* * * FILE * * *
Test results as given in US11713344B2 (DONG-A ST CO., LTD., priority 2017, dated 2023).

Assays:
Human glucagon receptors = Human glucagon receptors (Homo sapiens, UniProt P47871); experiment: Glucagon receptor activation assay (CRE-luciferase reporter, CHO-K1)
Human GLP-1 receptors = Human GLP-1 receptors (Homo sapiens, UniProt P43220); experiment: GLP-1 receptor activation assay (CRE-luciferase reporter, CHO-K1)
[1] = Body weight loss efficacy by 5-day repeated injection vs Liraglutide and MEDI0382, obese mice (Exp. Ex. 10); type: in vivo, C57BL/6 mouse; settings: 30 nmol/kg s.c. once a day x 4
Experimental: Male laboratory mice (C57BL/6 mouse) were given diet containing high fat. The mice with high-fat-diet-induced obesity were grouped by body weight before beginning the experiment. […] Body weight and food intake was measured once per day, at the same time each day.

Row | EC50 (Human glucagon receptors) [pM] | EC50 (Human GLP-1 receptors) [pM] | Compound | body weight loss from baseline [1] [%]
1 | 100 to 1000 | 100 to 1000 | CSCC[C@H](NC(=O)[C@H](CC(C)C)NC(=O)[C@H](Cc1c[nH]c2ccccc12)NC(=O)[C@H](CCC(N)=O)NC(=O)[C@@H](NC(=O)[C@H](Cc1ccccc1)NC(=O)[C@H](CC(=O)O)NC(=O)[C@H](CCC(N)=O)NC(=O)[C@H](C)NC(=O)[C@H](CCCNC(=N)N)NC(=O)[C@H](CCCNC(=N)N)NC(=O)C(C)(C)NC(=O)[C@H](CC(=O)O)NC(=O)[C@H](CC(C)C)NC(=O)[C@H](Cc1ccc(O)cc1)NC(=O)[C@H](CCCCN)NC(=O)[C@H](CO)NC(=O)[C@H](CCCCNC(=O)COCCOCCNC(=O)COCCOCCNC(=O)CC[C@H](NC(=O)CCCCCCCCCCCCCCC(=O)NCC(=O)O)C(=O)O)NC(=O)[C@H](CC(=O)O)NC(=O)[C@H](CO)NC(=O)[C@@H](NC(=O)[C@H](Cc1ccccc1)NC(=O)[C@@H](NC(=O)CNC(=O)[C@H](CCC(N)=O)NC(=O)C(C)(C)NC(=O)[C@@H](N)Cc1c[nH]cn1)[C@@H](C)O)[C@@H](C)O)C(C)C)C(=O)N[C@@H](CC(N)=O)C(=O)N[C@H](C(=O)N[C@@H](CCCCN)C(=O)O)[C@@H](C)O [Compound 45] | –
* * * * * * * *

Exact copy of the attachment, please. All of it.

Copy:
Test results as given in US11713344B2 (DONG-A ST CO., LTD., priority 2017, dated 2023).

Assays:
Human glucagon receptors = Human glucagon receptors (Homo sapiens, UniProt P47871); experiment: Glucagon receptor activation assay (CRE-luciferase reporter, CHO-K1)
Human GLP-1 receptors = Human GLP-1 receptors (Homo sapiens, UniProt P43220); experiment: GLP-1 receptor activation assay (CRE-luciferase reporter, CHO-K1)
[1] = Body weight loss efficacy by 5-day repeated injection vs Liraglutide and MEDI0382, obese mice (Exp. Ex. 10); type: in vivo, C57BL/6 mouse; settings: 30 nmol/kg s.c. once a day x 4
Experimental: Male laboratory mice (C57BL/6 mouse) were given diet containing high fat. The mice with high-fat-diet-induced obesity were grouped by body weight before beginning the experiment. […] Body weight and food intake was measured once per day, at the same time each day.

Row | EC50 (Human glucagon receptors) [pM] | EC50 (Human GLP-1 receptors) [pM] | Compound | body weight loss from baseline [1] [%]
1 | 100 to 1000 | 100 to 1000 | CSCC[C@H](NC(=O)[C@H](CC(C)C)NC(=O)[C@H](Cc1c[nH]c2ccccc12)NC(=O)[C@H](CCC(N)=O)NC(=O)[C@@H](NC(=O)[C@H](Cc1ccccc1)NC(=O)[C@H](CC(=O)O)NC(=O)[C@H](CCC(N)=O)NC(=O)[C@H](C)NC(=O)[C@H](CCCNC(=N)N)NC(=O)[C@H](CCCNC(=N)N)NC(=O)C(C)(C)NC(=O)[C@H](CC(=O)O)NC(=O)[C@H](CC(C)C)NC(=O)[C@H](Cc1ccc(O)cc1)NC(=O)[C@H](CCCCN)NC(=O)[C@H](CO)NC(=O)[C@H](CCCCNC(=O)COCCOCCNC(=O)COCCOCCNC(=O)CC[C@H](NC(=O)CCCCCCCCCCCCCCC(=O)NCC(=O)O)C(=O)O)NC(=O)[C@H](CC(=O)O)NC(=O)[C@H](CO)NC(=O)[C@@H](NC(=O)[C@H](Cc1ccccc1)NC(=O)[C@@H](NC(=O)CNC(=O)[C@H](CCC(N)=O)NC(=O)C(C)(C)NC(=O)[C@@H](N)Cc1c[nH]cn1)[C@@H](C)O)[C@@H](C)O)C(C)C)C(=O)N[C@@H](CC(N)=O)C(=O)N[C@H](C(=O)N[C@@H](CCCCN)C(=O)O)[C@@H](C)O [Compound 45] | –